Finding a Life Mate: The Character Traits Worth Looking For #18

28 07 2011

This is the eighteenth in a series of what traits to look for in a life mate.  While the following sets a high standard, one that perhaps few will initially reach, each area identified is an important character trait to look for and inquire about as you consider a lifelong marriage partner.

18. How does this person view finances and is he/she a good steward of personal wealth?  What are this person’s financial values?  Does he/she pay bills on time?  Has this person incurred debt, and if so, what kind of debt is it (e.g., college loans, mortgage or car payments, credit card or consumer debt)?  Does this person value saving and giving?  What is his/her view of credit card usage?   ((Deuteronomy 8:17, 18; Proverbs 11:24, 25, 28; 13:22; 22:1,4,7)

When my wife and I take a couple through premarital and postmarital they must complete a budget sheet that looks at twelve months worth of income and expenses.  Over the course of a year, we get a much more complete picture of our finances and our financial values.  Can you guess what the outcome is?  Most couples are spending more than they take in before they say “I do.”  While our government can seem to do that, we cannot.  What we’re really talking about is financial values…do we share the same values when it comes to saving, spending and earning?  If I look at your credit card statement or bank account, I would be able to tell what you value financially.  Have you discussed this with the person you are in a relationship with?  So many of life’s marital disagreements end up being about money.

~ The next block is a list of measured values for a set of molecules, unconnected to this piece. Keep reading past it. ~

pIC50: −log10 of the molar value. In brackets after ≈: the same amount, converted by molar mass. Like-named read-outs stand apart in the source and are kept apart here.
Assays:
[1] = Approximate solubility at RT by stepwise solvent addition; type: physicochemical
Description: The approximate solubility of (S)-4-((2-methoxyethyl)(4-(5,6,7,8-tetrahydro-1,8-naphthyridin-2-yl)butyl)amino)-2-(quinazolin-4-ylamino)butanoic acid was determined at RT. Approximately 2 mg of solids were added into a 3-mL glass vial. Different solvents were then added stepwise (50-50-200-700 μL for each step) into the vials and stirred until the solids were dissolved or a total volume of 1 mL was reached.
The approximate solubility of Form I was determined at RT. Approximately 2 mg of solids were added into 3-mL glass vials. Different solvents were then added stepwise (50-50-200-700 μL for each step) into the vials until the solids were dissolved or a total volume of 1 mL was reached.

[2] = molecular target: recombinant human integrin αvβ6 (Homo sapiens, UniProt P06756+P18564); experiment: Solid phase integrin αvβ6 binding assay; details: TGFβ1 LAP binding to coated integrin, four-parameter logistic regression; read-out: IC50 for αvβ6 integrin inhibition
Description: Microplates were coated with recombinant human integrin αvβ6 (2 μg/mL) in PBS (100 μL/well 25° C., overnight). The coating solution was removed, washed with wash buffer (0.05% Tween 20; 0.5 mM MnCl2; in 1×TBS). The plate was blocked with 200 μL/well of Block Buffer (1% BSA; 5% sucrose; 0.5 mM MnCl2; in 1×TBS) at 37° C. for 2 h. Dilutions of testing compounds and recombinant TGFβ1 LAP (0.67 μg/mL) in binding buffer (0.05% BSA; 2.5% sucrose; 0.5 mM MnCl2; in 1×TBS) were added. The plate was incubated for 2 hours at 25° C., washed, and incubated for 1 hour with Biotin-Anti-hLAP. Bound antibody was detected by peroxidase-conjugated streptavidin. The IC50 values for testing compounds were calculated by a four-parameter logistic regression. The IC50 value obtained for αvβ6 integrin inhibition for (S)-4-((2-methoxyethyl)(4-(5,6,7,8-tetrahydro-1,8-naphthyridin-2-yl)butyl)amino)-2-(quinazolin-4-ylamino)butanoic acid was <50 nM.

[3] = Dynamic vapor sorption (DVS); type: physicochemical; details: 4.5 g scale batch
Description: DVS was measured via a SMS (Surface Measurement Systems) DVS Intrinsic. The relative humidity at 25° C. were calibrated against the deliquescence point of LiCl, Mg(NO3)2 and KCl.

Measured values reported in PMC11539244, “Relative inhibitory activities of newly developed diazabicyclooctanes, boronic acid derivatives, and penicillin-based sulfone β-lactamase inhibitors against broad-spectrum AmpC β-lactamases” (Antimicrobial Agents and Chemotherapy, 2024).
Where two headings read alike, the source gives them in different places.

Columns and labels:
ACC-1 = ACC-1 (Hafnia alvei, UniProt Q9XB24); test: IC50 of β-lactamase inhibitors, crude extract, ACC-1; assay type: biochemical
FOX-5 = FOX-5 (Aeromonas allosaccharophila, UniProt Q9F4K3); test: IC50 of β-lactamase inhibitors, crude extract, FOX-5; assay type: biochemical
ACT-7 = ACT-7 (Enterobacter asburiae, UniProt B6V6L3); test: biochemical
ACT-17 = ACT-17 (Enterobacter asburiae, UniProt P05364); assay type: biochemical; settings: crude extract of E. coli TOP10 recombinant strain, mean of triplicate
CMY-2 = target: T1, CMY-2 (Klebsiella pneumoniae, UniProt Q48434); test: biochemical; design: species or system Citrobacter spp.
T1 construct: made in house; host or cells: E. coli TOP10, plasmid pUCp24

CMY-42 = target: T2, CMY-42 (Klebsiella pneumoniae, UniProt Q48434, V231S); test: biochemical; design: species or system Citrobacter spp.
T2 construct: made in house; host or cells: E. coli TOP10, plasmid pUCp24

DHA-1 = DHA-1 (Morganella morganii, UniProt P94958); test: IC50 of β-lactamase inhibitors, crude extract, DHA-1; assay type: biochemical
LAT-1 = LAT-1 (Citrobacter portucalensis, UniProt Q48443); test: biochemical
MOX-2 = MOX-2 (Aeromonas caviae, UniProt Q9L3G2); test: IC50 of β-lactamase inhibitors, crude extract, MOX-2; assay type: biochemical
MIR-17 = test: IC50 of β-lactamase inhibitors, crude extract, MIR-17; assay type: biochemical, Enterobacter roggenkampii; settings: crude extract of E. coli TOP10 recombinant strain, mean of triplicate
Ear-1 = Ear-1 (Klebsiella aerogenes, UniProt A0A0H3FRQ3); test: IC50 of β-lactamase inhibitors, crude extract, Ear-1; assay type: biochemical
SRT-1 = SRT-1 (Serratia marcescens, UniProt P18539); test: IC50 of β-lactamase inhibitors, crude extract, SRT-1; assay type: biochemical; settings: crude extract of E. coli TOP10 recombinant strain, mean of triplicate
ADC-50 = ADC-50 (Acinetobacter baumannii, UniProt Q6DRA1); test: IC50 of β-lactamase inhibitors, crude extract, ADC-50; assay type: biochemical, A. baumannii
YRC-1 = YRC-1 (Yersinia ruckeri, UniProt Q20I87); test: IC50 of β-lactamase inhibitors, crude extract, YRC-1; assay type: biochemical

In the beginning of our marriage, we had financial struggles.  As I saw it, Mary was a “spender” and I was a “saver.”  Of course in my mind, a saver was the better of the two, but I was wrong.  Mary was a giver and I needed to receive and embrace her value of giving.  I was concerned for our future and desired more financial security.  Mary also needed to take steps to adapt to my value so that the differences actually formed a stronger family financial value.  Consequently today, one of our strengths is our financial agreement.

We’ll continue the discussion on finances in the next blog entry…





Finding a Life Mate: The Character Traits Worth Looking For #17